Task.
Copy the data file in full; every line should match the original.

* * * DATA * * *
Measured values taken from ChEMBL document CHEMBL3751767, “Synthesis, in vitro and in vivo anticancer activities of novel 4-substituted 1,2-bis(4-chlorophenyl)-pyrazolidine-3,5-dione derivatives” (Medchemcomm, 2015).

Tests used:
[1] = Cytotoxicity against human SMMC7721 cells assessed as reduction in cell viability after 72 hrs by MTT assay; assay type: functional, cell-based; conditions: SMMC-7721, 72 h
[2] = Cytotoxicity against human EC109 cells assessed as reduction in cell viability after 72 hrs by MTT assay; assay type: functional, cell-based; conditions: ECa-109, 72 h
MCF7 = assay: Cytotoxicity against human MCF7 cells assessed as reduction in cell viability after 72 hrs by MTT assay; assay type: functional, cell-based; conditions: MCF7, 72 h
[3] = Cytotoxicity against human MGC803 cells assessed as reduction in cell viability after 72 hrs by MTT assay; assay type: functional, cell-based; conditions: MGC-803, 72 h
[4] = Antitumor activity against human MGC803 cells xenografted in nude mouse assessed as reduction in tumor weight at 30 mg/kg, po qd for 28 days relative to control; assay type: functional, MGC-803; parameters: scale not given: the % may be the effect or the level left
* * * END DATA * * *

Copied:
Measured values taken from ChEMBL document CHEMBL3751767, “Synthesis, in vitro and in vivo anticancer activities of novel 4-substituted 1,2-bis(4-chlorophenyl)-pyrazolidine-3,5-dione derivatives” (Medchemcomm, 2015).

Tests used:
[1] = Cytotoxicity against human SMMC7721 cells assessed as reduction in cell viability after 72 hrs by MTT assay; assay type: functional, cell-based; conditions: SMMC-7721, 72 h
[2] = Cytotoxicity against human EC109 cells assessed as reduction in cell viability after 72 hrs by MTT assay; assay type: functional, cell-based; conditions: ECa-109, 72 h
MCF7 = assay: Cytotoxicity against human MCF7 cells assessed as reduction in cell viability after 72 hrs by MTT assay; assay type: functional, cell-based; conditions: MCF7, 72 h
[3] = Cytotoxicity against human MGC803 cells assessed as reduction in cell viability after 72 hrs by MTT assay; assay type: functional, cell-based; conditions: MGC-803, 72 h
[4] = Antitumor activity against human MGC803 cells xenografted in nude mouse assessed as reduction in tumor weight at 30 mg/kg, po qd for 28 days relative to control; assay type: functional, MGC-803; parameters: scale not given: the % may be the effect or the level left